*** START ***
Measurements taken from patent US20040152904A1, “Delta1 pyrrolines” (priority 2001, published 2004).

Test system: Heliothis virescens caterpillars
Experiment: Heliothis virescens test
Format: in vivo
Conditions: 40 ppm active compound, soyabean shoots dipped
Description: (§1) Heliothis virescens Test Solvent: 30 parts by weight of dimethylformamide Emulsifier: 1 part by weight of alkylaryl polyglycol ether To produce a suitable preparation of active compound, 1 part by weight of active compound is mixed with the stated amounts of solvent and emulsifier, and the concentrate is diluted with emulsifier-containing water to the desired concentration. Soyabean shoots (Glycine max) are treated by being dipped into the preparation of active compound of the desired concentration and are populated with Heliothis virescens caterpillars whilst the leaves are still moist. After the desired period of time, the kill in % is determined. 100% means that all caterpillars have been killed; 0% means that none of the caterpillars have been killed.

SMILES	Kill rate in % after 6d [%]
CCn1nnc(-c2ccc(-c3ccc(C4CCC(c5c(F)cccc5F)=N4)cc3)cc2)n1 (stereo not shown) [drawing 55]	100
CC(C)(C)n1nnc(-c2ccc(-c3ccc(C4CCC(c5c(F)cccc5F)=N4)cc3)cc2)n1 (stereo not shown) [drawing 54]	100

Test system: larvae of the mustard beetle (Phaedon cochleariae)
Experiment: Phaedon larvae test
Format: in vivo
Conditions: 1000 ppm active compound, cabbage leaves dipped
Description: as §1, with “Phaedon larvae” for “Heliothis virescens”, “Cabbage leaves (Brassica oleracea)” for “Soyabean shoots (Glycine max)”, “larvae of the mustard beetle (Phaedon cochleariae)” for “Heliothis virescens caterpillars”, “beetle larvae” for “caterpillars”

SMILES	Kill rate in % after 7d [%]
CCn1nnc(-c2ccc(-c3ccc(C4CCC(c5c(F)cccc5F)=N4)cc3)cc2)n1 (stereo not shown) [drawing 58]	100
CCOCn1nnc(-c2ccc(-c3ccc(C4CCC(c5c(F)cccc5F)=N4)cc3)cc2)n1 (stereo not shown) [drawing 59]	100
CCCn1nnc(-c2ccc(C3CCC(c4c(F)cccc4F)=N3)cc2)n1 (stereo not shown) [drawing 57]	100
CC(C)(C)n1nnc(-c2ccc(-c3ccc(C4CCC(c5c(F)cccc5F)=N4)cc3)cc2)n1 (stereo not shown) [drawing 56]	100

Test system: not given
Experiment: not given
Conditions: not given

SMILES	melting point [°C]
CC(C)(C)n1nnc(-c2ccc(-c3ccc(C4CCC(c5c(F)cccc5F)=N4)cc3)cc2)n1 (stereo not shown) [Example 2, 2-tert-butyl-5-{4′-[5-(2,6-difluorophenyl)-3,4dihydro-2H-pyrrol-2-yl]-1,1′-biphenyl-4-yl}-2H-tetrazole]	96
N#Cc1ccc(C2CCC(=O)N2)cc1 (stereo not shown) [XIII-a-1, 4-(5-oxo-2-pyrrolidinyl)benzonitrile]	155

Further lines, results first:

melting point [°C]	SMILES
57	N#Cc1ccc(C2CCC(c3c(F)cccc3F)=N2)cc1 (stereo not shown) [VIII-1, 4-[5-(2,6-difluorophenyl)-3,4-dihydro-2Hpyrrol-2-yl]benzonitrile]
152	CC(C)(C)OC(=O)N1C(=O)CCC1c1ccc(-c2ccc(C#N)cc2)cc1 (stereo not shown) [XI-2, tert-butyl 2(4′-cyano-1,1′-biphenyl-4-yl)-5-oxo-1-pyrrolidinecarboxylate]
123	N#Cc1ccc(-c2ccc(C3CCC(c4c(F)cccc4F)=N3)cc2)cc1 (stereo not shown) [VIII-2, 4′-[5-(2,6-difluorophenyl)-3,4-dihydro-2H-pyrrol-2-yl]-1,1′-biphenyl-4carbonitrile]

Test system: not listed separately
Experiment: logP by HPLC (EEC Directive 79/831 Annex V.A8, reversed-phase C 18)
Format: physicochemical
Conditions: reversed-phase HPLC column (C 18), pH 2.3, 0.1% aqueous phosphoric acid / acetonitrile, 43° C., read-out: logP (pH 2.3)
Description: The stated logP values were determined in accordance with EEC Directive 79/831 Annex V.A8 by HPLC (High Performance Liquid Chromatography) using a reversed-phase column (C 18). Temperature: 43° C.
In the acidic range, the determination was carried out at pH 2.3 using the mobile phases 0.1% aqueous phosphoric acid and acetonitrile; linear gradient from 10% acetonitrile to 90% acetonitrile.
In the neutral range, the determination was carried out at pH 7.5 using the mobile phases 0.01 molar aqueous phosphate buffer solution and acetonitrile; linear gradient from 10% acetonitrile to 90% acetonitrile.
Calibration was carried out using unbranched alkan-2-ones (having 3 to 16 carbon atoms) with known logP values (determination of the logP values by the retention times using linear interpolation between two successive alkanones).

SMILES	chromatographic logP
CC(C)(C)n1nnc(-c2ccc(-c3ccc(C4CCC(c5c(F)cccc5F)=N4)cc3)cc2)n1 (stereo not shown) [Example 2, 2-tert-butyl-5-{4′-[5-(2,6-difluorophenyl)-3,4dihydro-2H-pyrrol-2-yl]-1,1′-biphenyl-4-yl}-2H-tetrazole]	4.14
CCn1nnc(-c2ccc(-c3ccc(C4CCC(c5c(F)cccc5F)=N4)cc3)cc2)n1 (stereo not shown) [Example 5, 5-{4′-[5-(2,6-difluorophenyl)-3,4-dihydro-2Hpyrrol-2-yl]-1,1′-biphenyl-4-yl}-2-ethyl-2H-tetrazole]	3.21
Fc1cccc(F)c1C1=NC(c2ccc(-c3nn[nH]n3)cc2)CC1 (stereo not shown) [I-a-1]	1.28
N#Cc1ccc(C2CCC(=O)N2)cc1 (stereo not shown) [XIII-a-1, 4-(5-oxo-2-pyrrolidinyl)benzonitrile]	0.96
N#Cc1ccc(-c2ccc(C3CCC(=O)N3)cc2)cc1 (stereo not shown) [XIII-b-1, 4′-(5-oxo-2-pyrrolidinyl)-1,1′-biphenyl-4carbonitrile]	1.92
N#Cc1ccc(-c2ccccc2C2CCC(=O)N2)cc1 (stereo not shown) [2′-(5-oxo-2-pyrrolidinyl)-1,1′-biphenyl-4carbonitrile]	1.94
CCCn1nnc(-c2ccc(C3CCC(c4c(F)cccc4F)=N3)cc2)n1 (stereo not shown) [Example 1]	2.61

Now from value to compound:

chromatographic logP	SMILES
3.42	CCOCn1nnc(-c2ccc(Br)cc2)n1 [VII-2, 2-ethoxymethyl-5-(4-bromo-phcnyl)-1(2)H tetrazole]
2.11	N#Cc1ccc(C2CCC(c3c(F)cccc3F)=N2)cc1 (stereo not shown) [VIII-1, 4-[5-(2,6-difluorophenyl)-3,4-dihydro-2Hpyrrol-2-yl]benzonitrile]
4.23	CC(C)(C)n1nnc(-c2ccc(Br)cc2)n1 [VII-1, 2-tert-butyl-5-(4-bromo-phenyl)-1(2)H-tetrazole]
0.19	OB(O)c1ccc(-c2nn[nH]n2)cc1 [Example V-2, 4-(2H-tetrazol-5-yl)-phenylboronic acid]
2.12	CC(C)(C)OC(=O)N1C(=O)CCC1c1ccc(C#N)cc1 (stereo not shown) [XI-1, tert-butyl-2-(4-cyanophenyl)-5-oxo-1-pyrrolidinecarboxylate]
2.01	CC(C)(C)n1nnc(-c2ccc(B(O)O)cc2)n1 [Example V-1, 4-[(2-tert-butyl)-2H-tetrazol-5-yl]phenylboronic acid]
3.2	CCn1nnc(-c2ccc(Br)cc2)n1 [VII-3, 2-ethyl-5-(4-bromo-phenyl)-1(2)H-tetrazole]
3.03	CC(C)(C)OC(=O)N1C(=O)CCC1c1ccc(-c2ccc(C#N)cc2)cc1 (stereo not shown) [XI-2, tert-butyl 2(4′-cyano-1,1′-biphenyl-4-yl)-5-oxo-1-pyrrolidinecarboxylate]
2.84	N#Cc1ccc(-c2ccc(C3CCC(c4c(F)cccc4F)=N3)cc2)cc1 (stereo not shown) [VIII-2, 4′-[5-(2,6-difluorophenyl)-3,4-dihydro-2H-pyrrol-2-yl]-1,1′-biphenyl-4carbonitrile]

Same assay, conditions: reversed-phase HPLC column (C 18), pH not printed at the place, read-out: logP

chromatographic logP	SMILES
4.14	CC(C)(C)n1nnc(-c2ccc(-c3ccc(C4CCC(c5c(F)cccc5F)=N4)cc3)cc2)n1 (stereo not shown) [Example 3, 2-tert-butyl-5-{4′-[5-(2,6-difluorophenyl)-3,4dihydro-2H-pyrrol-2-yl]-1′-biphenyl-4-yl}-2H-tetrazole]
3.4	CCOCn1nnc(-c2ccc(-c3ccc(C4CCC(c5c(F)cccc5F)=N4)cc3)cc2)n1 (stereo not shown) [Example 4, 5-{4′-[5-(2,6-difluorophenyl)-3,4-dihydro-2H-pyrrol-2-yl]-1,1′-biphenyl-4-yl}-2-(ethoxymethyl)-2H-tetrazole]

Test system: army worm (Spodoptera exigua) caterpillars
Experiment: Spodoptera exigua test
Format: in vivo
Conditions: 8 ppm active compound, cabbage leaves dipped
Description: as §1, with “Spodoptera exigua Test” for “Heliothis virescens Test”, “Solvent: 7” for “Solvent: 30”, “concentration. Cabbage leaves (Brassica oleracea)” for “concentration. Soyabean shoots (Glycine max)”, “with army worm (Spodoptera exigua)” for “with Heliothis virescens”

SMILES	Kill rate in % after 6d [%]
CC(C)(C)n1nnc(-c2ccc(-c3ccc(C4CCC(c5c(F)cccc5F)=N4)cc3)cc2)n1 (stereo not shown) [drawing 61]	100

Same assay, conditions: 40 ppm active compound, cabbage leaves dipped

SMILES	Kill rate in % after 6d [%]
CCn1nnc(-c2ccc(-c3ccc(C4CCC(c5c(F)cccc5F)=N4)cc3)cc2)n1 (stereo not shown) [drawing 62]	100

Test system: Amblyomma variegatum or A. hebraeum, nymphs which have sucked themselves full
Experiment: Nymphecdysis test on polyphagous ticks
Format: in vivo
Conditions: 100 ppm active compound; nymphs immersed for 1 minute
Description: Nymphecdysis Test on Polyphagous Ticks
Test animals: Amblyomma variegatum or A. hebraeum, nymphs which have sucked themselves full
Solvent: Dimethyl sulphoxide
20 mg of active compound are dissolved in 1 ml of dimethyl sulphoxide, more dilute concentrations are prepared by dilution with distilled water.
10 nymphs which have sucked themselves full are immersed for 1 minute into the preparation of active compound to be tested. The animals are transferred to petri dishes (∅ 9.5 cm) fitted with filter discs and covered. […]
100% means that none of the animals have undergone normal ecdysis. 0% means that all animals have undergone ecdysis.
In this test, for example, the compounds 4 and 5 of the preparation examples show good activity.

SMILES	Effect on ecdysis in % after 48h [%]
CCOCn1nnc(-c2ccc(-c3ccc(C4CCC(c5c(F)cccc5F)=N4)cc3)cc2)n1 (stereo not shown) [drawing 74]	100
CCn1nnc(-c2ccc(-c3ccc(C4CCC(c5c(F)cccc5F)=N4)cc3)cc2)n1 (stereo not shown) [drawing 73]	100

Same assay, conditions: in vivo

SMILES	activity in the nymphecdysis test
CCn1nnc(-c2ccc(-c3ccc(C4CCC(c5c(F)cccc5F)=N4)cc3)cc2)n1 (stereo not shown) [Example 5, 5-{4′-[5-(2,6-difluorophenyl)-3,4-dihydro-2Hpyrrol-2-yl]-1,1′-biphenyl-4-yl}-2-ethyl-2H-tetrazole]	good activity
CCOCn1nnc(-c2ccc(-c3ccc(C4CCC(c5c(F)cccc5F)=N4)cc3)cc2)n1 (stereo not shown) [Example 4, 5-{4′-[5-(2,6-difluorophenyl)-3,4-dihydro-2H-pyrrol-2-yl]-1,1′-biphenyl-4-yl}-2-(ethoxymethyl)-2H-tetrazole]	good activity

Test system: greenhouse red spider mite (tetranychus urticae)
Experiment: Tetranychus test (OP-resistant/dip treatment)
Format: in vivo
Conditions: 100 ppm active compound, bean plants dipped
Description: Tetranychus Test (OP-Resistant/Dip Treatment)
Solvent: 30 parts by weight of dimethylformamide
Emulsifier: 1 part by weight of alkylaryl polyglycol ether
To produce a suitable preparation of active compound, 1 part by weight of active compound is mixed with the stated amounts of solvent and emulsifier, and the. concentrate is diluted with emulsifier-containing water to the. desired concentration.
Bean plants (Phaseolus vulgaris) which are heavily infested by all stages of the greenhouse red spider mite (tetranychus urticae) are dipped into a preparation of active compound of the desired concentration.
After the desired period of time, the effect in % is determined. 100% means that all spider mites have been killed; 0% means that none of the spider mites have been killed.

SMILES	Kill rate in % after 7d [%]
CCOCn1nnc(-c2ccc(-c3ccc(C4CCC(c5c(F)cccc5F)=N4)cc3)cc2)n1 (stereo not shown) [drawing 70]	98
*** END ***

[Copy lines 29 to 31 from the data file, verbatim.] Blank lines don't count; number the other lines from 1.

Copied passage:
152	CC(C)(C)OC(=O)N1C(=O)CCC1c1ccc(-c2ccc(C#N)cc2)cc1 (stereo not shown) [XI-2, tert-butyl 2(4′-cyano-1,1′-biphenyl-4-yl)-5-oxo-1-pyrrolidinecarboxylate]
123	N#Cc1ccc(-c2ccc(C3CCC(c4c(F)cccc4F)=N3)cc2)cc1 (stereo not shown) [VIII-2, 4′-[5-(2,6-difluorophenyl)-3,4-dihydro-2H-pyrrol-2-yl]-1,1′-biphenyl-4carbonitrile]

Test system: not listed separately